Let' just make up an example.

Little Quigley sees a vampire in the refrigerator. At first he can¹t believe it. The thing's about four inches tall with a cape and the whole schmear. It lurks behind the mayonnaise jar, and whenever Quigley's dad fetches a beer it bites him on the wrist. Quigley figures at the rate his daddy drinks he'll never survive the fourth of July weekend. Quigley tries the next day to show the vampire to his little sister, Honoria, but hard as they search the fridge, she doesn't see it. (During the day, turns out, the vampire kips out in the butter tub, and they can't find him because they're watching their cholesterol.)

Honoria repeats Quigley's story to Mom and Dad who think it's all very funny. Quigley is mortified. No one believes him. What can he do?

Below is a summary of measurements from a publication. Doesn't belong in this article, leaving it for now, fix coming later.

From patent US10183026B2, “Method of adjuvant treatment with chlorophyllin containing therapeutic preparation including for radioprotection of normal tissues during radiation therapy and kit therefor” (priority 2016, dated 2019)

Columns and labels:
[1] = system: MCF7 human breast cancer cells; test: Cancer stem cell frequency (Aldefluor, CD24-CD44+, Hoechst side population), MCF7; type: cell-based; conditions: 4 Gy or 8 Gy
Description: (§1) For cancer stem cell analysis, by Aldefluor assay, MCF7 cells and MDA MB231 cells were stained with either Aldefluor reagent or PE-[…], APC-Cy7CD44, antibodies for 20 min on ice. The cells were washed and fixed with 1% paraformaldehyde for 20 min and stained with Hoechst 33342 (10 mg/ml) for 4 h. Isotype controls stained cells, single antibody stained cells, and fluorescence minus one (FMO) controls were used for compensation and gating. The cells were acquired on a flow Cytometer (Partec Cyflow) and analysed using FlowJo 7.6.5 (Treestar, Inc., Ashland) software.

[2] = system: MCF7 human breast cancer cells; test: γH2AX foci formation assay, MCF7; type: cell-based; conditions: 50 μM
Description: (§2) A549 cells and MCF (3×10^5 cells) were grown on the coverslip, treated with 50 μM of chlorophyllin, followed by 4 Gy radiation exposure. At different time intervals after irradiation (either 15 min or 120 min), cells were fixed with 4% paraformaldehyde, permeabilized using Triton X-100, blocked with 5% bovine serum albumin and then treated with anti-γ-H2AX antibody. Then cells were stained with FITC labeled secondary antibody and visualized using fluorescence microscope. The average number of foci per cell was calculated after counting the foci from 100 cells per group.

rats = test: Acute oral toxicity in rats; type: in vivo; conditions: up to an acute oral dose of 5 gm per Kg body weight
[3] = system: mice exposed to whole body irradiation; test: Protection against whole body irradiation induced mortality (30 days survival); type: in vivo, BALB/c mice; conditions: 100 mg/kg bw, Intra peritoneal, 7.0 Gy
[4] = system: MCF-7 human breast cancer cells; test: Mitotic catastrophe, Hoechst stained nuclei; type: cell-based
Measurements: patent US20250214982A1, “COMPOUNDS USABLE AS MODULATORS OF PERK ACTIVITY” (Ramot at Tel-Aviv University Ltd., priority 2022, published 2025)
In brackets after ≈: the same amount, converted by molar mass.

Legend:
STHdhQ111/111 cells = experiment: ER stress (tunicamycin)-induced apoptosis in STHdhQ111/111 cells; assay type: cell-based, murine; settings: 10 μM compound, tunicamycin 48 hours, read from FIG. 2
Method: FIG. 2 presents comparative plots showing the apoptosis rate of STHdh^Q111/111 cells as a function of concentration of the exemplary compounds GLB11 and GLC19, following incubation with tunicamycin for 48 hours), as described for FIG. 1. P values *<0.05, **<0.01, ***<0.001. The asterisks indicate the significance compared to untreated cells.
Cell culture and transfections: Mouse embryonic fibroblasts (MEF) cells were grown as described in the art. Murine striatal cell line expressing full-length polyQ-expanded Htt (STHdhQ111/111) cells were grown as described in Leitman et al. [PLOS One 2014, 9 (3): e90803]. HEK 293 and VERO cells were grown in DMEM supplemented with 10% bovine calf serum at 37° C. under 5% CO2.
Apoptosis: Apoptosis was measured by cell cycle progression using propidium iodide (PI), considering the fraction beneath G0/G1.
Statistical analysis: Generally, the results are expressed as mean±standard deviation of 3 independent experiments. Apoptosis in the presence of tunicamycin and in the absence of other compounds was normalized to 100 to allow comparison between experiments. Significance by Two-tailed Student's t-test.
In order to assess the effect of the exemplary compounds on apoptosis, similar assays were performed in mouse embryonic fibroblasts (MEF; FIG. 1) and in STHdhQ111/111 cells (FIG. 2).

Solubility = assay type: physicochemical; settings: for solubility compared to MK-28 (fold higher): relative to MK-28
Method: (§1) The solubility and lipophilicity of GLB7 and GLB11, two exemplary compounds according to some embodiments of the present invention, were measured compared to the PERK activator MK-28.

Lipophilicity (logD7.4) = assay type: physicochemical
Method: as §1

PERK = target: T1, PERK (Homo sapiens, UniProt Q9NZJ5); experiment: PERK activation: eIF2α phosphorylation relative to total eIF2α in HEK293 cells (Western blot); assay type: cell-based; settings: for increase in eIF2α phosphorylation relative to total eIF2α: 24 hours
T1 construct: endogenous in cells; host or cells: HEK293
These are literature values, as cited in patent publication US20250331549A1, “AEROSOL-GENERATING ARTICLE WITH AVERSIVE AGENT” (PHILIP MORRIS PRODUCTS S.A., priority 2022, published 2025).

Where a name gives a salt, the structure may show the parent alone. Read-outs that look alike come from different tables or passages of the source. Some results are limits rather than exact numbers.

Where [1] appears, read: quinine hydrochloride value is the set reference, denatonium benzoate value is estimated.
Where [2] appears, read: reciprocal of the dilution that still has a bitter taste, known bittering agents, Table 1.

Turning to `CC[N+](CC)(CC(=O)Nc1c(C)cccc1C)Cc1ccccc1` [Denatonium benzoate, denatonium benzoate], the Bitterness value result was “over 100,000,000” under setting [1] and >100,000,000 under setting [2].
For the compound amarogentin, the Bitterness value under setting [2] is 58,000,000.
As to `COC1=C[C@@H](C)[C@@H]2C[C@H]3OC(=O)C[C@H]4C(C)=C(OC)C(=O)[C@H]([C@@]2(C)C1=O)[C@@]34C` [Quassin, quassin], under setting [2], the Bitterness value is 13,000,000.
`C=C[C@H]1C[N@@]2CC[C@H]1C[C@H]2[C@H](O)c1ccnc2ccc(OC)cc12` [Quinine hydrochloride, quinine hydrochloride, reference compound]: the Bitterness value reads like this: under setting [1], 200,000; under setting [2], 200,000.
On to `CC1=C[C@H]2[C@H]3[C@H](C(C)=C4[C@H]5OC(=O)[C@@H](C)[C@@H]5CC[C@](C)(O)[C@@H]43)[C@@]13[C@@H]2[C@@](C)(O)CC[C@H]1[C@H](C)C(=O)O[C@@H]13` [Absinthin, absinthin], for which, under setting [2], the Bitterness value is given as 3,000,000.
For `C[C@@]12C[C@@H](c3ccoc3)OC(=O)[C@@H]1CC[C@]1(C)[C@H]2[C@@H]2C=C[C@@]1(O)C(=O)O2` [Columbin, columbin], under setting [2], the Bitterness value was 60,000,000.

That night, Quigley sneaks downstairs with a box of toothpicks. He's gonna drive a toothpick right through that mini-Drac's heart. He opens the door to the fridge and starts taking things out so the vampire can't hide. But even with the fridge empty, cornering the vampire is tough. He's a speedy little sucker, and he's got butter all over him… Quigley's so anxious to get him, he actually crawls up inside the refrigerator. The door closes behind him. The light goes out! Oh no, he's trapped in the dark and cold with a vampire high in saturated fats! And it's coming after him!